"There isn't a businessperson alive who doesn't feel some burden in terms of regulatory, statutory or taxation issues," says Ronn W. Cupp, vice president of government affairs for the State Chamber, Oklahoma's Association of Business & Industry. "If you're in business, you don't have a choice--you have to be involved in politics."
But choosing your issues and staying informed can be a daunting task. The solution, says Cupp, is to look to the political arm of an organization that is sympathetic to your interests. Those organizations include local and state chambers of commerce, as well as your industry's trade and professional organizations. They will let you know what's going on in elections and legislation and will offer guidance on what you can do to help.
Your involvement might include making financial contributions, writing letters, attending meetings, supporting candidates during elections and perhaps even lobbying legislators. "You can choose your degree of participation," says Cupp. He recommends giving as much as you can to important issues, pointing out that political action is cyclical, generally peaking during election seasons and when state legislatures are in session.
The plus side of political action means you can positively influence legislation that affects your business. Is there a downside? Cupp points out it's possible you could take a public position on an issue that might offend some of your customers, but he adds, "You can do that with other things, too. [The State Chamber] has taken controversial stands, and in many cases, we gain more than we lose."
...but employees can help prevent them.
It's hard to argue with workplace safety programs--they help keep your insurance rates down and your productivity, profitability and employee morale up.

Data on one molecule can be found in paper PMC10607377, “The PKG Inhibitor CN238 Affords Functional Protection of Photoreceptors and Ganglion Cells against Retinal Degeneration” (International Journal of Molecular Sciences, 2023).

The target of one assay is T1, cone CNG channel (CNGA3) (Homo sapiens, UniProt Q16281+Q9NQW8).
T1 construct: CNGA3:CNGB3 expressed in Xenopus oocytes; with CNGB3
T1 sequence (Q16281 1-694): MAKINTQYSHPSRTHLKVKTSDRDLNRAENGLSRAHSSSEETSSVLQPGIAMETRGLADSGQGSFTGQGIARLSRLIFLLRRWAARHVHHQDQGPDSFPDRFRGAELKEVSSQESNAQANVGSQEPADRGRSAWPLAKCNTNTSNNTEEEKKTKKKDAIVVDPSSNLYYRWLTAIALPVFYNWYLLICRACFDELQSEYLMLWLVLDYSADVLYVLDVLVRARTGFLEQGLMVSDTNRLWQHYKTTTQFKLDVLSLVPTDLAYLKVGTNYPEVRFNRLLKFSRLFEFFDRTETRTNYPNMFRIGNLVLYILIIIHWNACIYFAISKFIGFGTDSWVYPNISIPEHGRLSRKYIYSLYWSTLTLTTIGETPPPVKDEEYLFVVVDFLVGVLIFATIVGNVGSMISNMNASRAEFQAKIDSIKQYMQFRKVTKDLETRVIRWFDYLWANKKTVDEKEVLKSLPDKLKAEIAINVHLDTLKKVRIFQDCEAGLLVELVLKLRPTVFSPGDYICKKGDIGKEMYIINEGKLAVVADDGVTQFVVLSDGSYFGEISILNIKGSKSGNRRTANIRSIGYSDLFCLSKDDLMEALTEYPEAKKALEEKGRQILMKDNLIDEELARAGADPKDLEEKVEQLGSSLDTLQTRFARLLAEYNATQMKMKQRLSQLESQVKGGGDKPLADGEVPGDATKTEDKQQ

As companies work to create a safe environment, they often focus on such prevention issues as operating equipment and doing other tasks safely, and wearing appropriate safety gear. But, says Tom Callanan, senior vice president of Workers Compensation Fund of Utah in Salt Lake City, employees also need to be trained to take action if they see an unsafe situation, whether or not it has a direct impact on their particular job or work area.
Typical safety programs provide incentives for maintaining an accident-free workplace. Callanan says those programs also need to include recognition and incentives for employees who exercise initiative in spotting and taking steps to correct dangerous situations--whether it's a wobbling stack of books on a filing cabinet, a loose step or stair rail, or a major equipment problem.
According to Callanan, a good safety program includes the following components:
- Management leadership and commitment. The company owner and senior managers must be committed to safety for the program to work.
- Assignment of responsibility. There needs to be a person or a committee with responsibility and authority regarding safety processes.
- Hazard identification and control. Systems need to be in place to spot and correct dangerous situations before an accident occurs.
- Employee and supervisor training. Education must be companywide and ongoing.
- Employee awareness. Develop programs that will continually create awareness of the importance of safety among employees at all levels.
- Medical assistance. Know what you will do if an accident occurs.
- Accident and incident investigation. When something happens, be prepared to thoroughly research the situation to understand exactly what happened and why.
- Record-keeping. Keep appropriate documentation for insurance, government reporting and incentive programs.
For assistance in developing or enhancing your safety program, Callanan suggests calling your workers' compensation insurance carrier. "It can help you set up a program, measure the results and make adjustments as necessary," Callanan says. "It can also put you in touch with any other resources you may need."
Bank One Utah, 80 W. Broadway, #300, Salt Lake City, UT 84101, (801) 481-5125
DS&A RecruitMAX Software, 320 Corporate Wy., #100, Orange Park, FL 32073, (904) 278-9998
Ernst & Young LLP, 1 SeaGate, Toledo, OH 43604, (419) 321-5470
Pinkerton Consulting and Investigations, 1250 E. Hallandale Beach Blvd., #404, Hallandale, FL 33009, (954) 458-2707
State Chamber, Oklahoma's Association of Business & Industry, 330 N.E. 10th St., Oklahoma City, OK 73104, (405) 235-3669
Workers Compensation Fund of Utah, 392 E. 6400 South, Salt Lake City, UT 84107, http://www.wcf-utah.com